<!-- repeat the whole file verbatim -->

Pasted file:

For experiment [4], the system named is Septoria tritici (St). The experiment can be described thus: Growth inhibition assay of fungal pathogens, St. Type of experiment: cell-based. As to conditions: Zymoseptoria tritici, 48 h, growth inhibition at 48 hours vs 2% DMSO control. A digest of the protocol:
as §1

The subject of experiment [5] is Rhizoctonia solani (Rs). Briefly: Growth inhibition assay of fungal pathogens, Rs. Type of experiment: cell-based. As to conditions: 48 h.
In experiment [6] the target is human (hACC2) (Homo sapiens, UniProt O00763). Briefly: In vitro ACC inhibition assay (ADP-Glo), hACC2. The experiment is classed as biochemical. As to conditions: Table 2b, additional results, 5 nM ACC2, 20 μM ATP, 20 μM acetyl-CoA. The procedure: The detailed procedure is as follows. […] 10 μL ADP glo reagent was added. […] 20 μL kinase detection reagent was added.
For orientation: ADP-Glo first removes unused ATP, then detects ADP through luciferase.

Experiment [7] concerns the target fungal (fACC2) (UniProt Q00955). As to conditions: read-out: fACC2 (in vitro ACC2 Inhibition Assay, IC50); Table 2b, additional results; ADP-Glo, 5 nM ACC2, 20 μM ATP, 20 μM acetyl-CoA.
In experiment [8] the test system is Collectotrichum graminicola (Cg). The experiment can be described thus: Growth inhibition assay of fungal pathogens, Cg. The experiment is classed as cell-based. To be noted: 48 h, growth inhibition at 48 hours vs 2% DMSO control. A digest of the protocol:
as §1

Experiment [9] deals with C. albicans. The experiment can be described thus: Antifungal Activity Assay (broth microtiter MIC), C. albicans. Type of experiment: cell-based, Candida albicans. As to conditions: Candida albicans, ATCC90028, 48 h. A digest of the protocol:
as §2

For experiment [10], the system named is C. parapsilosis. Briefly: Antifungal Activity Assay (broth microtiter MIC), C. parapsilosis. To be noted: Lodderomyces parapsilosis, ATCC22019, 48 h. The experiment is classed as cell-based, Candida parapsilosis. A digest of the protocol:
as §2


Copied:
For experiment [4], the system named is Septoria tritici (St). The experiment can be described thus: Growth inhibition assay of fungal pathogens, St. Type of experiment: cell-based. As to conditions: Zymoseptoria tritici, 48 h, growth inhibition at 48 hours vs 2% DMSO control. A digest of the protocol:
as §1

The subject of experiment [5] is Rhizoctonia solani (Rs). Briefly: Growth inhibition assay of fungal pathogens, Rs. Type of experiment: cell-based. As to conditions: 48 h.
In experiment [6] the target is human (hACC2) (Homo sapiens, UniProt O00763). Briefly: In vitro ACC inhibition assay (ADP-Glo), hACC2. The experiment is classed as biochemical. As to conditions: Table 2b, additional results, 5 nM ACC2, 20 μM ATP, 20 μM acetyl-CoA. The procedure: The detailed procedure is as follows. […] 10 μL ADP glo reagent was added. […] 20 μL kinase detection reagent was added.
For orientation: ADP-Glo first removes unused ATP, then detects ADP through luciferase.

Experiment [7] concerns the target fungal (fACC2) (UniProt Q00955). As to conditions: read-out: fACC2 (in vitro ACC2 Inhibition Assay, IC50); Table 2b, additional results; ADP-Glo, 5 nM ACC2, 20 μM ATP, 20 μM acetyl-CoA.
In experiment [8] the test system is Collectotrichum graminicola (Cg). The experiment can be described thus: Growth inhibition assay of fungal pathogens, Cg. The experiment is classed as cell-based. To be noted: 48 h, growth inhibition at 48 hours vs 2% DMSO control. A digest of the protocol:
as §1

Experiment [9] deals with C. albicans. The experiment can be described thus: Antifungal Activity Assay (broth microtiter MIC), C. albicans. Type of experiment: cell-based, Candida albicans. As to conditions: Candida albicans, ATCC90028, 48 h. A digest of the protocol:
as §2

For experiment [10], the system named is C. parapsilosis. Briefly: Antifungal Activity Assay (broth microtiter MIC), C. parapsilosis. To be noted: Lodderomyces parapsilosis, ATCC22019, 48 h. The experiment is classed as cell-based, Candida parapsilosis. A digest of the protocol:
as §2